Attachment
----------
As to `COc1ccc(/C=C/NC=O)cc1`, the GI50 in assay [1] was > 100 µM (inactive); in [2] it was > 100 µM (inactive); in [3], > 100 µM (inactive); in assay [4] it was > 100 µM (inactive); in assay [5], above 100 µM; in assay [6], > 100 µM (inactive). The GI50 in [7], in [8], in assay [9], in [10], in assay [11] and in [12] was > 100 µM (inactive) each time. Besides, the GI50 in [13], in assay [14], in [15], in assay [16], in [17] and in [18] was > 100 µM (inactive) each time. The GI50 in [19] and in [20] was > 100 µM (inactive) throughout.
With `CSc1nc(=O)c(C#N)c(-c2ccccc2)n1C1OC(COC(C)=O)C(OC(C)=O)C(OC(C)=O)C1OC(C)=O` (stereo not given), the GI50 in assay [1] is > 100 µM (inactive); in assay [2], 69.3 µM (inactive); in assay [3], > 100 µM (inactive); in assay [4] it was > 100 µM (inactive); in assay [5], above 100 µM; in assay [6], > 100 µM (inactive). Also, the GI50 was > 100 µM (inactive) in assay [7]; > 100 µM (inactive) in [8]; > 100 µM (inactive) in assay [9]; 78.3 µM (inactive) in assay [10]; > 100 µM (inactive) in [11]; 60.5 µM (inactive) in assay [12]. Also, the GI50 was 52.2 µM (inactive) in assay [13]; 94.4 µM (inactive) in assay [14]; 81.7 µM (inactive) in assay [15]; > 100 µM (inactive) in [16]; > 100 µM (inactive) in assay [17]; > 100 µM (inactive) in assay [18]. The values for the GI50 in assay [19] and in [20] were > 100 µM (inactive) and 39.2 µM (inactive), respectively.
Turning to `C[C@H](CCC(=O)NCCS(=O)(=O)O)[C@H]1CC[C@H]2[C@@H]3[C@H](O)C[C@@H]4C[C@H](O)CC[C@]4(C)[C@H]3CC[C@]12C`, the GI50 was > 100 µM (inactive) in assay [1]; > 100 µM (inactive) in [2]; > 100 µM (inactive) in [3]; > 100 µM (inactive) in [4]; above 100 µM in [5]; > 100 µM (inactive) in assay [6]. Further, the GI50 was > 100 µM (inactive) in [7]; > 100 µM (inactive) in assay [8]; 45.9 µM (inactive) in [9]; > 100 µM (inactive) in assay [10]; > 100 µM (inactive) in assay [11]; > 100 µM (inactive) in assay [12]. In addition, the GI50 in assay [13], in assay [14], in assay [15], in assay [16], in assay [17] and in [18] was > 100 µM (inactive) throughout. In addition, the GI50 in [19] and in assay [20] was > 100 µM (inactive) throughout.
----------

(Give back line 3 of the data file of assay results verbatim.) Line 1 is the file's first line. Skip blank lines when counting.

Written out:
Turning to `C[C@H](CCC(=O)NCCS(=O)(=O)O)[C@H]1CC[C@H]2[C@@H]3[C@H](O)C[C@@H]4C[C@H](O)CC[C@]4(C)[C@H]3CC[C@]12C`, the GI50 was > 100 µM (inactive) in assay [1]; > 100 µM (inactive) in [2]; > 100 µM (inactive) in [3]; > 100 µM (inactive) in [4]; above 100 µM in [5]; > 100 µM (inactive) in assay [6]. Further, the GI50 was > 100 µM (inactive) in [7]; > 100 µM (inactive) in assay [8]; 45.9 µM (inactive) in [9]; > 100 µM (inactive) in assay [10]; > 100 µM (inactive) in assay [11]; > 100 µM (inactive) in assay [12]. In addition, the GI50 in assay [13], in assay [14], in assay [15], in assay [16], in assay [17] and in [18] was > 100 µM (inactive) throughout. In addition, the GI50 in [19] and in assay [20] was > 100 µM (inactive) throughout.